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  • It is derived from the adjective rab (in Aramaic, and frequently also in Hebrew, "great"), which acquired in modern Hebrew the signification of "lord," in relation to servants or slaves, and of "teacher," "master," in relation to the disciple.

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  • The master was addressed by his pupils with the word rabbi (" my teacher"), or rabbenu (" our teacher").

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  • It became customary to speak of Moses as Moshe rabbenu (" our teacher Moses").

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  • In Church history a sect founded by Patricius (c. 387), teacher of Symmachus the Marcionite, are known as the Patricians; they believed that all flesh was made by the devil.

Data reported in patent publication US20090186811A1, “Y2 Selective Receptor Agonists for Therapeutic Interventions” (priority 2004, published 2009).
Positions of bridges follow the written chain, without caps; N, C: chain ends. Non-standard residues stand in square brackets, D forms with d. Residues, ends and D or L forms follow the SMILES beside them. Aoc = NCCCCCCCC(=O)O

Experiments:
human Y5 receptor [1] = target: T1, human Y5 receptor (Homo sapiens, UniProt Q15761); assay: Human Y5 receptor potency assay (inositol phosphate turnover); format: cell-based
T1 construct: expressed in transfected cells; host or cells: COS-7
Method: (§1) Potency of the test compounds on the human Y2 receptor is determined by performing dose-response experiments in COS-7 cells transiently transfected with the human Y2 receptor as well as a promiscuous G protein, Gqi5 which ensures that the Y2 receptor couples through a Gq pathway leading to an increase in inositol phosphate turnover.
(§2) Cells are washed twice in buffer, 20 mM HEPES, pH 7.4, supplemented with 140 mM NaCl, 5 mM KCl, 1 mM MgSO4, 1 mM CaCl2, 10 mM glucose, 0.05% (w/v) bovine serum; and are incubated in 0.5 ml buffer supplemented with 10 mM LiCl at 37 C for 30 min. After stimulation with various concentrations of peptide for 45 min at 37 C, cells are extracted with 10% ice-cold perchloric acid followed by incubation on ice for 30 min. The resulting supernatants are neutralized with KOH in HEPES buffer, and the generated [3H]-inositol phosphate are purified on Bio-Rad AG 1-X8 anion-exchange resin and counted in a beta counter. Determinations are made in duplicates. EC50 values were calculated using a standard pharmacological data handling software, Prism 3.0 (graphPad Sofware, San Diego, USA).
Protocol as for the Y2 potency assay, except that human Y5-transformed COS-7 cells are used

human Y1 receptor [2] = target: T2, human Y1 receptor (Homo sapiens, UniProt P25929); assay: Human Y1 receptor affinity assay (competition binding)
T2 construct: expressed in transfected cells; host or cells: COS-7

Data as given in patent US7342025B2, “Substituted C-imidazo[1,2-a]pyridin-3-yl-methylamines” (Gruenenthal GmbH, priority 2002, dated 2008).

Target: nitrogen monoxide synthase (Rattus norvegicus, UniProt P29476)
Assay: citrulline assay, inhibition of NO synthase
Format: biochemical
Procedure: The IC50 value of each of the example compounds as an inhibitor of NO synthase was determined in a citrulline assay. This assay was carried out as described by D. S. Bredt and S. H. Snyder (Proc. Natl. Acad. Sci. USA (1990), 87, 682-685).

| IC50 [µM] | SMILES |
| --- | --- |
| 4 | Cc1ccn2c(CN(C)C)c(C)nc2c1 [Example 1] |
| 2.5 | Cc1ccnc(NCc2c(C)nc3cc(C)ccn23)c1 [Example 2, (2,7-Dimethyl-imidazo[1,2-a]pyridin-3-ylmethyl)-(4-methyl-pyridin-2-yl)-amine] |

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  • He had no teacher and no grammar; but Paulus Scriptoris carried him a huge codex of the prophets on his own shoulders all the way from Mainz.

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  • Erudition would be tested by the power of writing, at leisure, a dissertation on some subject selected by the examiners or the candidate or, in the case of a teacher, by the delivery of a lecture on the subject.